Self-worth comes from within. It has nothing to do with outward appearances. It is not based on how you look, what you wear, being popular, a career choice and it doesn’t come from a particular person or state of being etc. “Self-esteem is what we think and feel and believe about ourselves. Self-worth… is a deep knowing that I am of value, that I am loveable, necessary to this life, and of incomprehensible worth.” (Dr. Christina Hibbert 2013)
More than ever, children are exposed to so many more messages than they used to be. They are absolutely barraged with how to think, what constitutes a ‘good’ person, how to look, act and react, what to say, how to live and the list goes on. As parents we only have a few years to influence our children positively and sow the right seeds into their self-worth, which should be focused on inner strength, character, inner beauty, talents, kindness, empathy, humility, standing up for what they believe in and similar.
#1. Self-worth is not dependent on what other people say or think about you. Let’s face it there are people who like to tear others down and to criticize. Having a healthy self-worth means to stand strong in who you know you are, believing in yourself, not comparing yourself to other people, being true to yourself and how you value yourself. Other people’s opinions should not be the measuring stick for you and/or other external situations or events in your life. If your child has a circle of friends that are not encouraging, supportive and don’t have their back not matter what – it might be time to cut those ties and move on to find friends who do.
#2. Self-worth is not linked to failure, limitations, personal weaknesses and the like. Everyone fails, can be limited and has weaknesses and so we try again, keep going, keep learning and get help with our weaknesses (whether it’s improving ourselves in certain areas or drawing from other peoples’ strengths). All of these things can be discussed around the family table, with each person contributing their own personal failures, so an atmosphere of empathy can be created and look for examples of positives in every situation. An expectation of perfection should not be placed upon our children and certainly should not be linked to self-worth.
#3. Be their role model. Your children are listening and watching you. What you say, how you act and react will be inadvertently teaching them how you view yourself and your life. It’s very simple, if you attach your self-worth to ‘physical things’, appearance, wealth, the number of friends you have, career, social status, so will they. All of the above things are only temporary and will only give someone a temporary ‘boost’ in regards to their self-esteem and how they feel about themselves, it will never produce a strong self-worth. It might be a good time to re-evaluate what your self-worth is linked to?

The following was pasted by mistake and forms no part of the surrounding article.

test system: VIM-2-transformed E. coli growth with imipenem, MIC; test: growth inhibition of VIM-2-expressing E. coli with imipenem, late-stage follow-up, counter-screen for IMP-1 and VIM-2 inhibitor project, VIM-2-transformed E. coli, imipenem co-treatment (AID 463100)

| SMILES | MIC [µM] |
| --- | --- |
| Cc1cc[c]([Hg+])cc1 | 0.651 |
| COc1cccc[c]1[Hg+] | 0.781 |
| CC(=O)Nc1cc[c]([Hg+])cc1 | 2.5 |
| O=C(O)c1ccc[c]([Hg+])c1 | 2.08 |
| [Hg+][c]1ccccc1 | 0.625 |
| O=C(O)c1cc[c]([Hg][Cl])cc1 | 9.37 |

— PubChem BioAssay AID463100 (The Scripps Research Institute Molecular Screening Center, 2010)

#4. Self-talk. How children talk to themselves comes from what they believe in their inner self about themselves – from their heart. I remember working on my Masters Degree in Criminology and I had to study self-talk from children of all ages. It horrified me that most of the children in grade 1 were already putting themselves down and had very low self-esteem. It’s never too early to have conversations about self-talk with your child, before they form opinions or patterns of thinking about themselves that are difficult to break and will hugely impact their self-worth. You can help them to separate the actual problem from their self-worth, by addressing how they are feeling and praising your child’s efforts and/attitudes, explaining that negative self-talk is mostly related to fear and work on useful strategies to deal with that fear.
#5. It’s the inside that counts, not the outer person. Teaching children to notice the inner beauty in themselves and others takes the focus from the outer to the inner. If we are teaching our children to place value and self-worth on how someone looks, how famous they are, how rich they are, etc. then we are setting them up for a very unhappy unfulfilled life. Someone can look like they have it all, and be a complete mess on the inside and behind closed doors where there are no cameras. Physical things will only provide a fleeting feeling of contentment and happiness, but the intangible qualities like peace, joy, kindness, love, inner strength, patience, empathy etc. will fulfill a person for a life time.
All children need to be shown respect, positive regard and unconditional love. I’ve said it before and I’ll say it again, if we show children that we love and appreciate them for exactly who and what they are, they will learn that it is okay to love themselves for the same reasons. This way we are teaching them they do not have to achieve anything to earn our love, which will contribute greatly to their self-worth.